Stow also dispatches for Tallmadge, Mogadore and Randolph Township.
Last year, Stow joined with the county and Akron, Fairlawn, Green and Cuyahoga Falls in spending $3.95 million on a computer system that will be used in their separate dispatch operations for the next 10 years. Summit County, Akron, Green and the University of Akron Police Department officially launched the new computer-aided dispatch system Oct. 8. The dispatch operations of Cuyahoga Falls, Fairlawn and Stow are expected to go live on the consolidated system in 2020.
Leaders of these municipalities — excluding Akron — are discussing possibly setting up a COG in conjunction with having a consolidated dispatch operation. Those discussions are ongoing, according to Brian Nelsen, chief of staff for Summit County Executive Ilene Shapiro.
Issue 42, if passed, would require voters to approve all pay raises for elected officials. It would also include a provision preventing council from passing a pay cut for elected officials in the 75-day period following each municipal election in November.
Elected officials in the city are mayor, finance director, law director and council members.
Council members Aug. 8 voted 5 to 1 for the proposal to be placed on the ballot.
Rasor, who supports the issue, said the purpose of the proposal is to avoid conflicts of interest and take politics out of pay raises or decreases.
"Take those politics out of it and give it to the voters," Rasor said. "Do a study and then ask voters to decide if a pay raise is appropriate."
He said Council members are paid $16,600 per year.
"There hasn't been a pay raise in the last 10 or 12 years," Rasor said. "There hasn't been a discussion for pay increases in quite some time."
Council member Brian D'Antonio (At-Large) said in August he opposed Issue 42 because a charter review commission will convene in 2020 to review potential ways to change the charter.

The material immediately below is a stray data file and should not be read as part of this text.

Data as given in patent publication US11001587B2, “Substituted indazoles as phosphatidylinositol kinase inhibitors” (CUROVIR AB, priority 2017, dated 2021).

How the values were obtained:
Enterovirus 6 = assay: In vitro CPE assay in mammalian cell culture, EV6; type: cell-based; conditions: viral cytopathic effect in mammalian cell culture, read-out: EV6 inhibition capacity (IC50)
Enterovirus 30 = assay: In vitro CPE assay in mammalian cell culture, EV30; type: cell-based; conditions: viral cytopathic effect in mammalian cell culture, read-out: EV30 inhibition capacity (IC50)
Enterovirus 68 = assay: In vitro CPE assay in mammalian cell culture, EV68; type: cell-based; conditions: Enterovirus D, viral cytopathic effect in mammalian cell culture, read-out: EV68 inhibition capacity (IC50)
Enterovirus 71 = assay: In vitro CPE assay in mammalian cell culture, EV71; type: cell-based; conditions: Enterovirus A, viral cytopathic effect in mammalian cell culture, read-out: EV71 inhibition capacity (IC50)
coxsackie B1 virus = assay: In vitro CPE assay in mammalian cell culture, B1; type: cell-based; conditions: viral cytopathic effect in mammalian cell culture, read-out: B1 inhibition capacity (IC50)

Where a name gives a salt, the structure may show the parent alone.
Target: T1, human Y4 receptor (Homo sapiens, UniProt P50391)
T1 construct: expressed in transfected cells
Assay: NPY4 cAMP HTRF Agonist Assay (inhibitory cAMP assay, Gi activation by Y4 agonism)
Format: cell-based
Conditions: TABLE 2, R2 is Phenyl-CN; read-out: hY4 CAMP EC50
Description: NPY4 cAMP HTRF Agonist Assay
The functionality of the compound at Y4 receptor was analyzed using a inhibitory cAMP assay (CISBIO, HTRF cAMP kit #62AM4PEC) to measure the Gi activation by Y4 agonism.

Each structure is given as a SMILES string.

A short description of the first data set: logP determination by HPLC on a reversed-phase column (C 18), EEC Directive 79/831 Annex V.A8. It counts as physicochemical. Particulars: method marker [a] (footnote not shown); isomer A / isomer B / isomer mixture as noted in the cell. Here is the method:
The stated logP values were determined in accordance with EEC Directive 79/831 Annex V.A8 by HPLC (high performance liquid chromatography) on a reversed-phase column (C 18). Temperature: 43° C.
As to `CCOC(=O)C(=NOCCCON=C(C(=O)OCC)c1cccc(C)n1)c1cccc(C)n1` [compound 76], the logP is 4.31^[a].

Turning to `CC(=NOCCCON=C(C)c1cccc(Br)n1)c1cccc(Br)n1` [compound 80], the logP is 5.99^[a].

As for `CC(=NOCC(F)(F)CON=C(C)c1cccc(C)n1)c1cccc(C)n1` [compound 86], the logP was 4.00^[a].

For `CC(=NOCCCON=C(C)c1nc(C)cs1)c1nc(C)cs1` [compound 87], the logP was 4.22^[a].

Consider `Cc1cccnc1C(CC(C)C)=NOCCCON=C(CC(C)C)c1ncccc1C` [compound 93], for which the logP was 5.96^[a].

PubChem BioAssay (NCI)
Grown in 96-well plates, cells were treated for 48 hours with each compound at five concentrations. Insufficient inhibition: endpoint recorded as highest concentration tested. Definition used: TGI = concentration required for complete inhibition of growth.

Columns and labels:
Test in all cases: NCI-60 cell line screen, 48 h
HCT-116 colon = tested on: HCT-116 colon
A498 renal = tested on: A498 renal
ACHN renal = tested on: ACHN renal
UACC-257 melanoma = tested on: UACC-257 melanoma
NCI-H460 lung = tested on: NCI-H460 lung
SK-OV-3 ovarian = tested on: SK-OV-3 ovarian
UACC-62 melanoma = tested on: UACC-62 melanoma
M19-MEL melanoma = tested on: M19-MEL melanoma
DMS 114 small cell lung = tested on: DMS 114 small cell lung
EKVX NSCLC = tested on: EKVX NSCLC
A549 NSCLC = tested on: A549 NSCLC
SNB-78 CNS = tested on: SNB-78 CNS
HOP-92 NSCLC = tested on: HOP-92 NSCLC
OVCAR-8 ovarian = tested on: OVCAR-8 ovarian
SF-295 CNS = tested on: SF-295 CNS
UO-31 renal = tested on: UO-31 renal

"I think that the current charter is correct in the way it dictates that Council would have to approve salaries," D’Antonio said. "I don’t know of an increase in the past 20 years. I only know of decreases by Council."
Issue 42 asks voters to do what Council was elected to do, D’Antonio said. They elected Council to make financial decisions. A raise in pay would be for future elected officials not current ones.
"If we’re going to ask voters to vote on everything, why have a Council?" D’Antonio said.
Two liquor sale options on ballot
Voters also will decide on the sale of wine and mixed beverages. Issue 43 is for Stow Precinct 3-C and would determine whether Northeast Siam LLC DBA Bangkok Thai Restaurant, 3767 Darrow Road, should be given a liquor permit to sell wine and mixed beverages. Issue 44 is also for Stow Precinct 3-C and would determine if Northeast Siam LLC DBA Bangkok Thai Restaurant should get a liquor permit to sell wine and mixed beverages on Sunday between 10 a.m. and midnight.
Polls are open from 6:30 a.m. to 7:30 p.m. on Nov. 5.
Reporter Laura Freeman can be reached at 330-541-9434 or email@example.com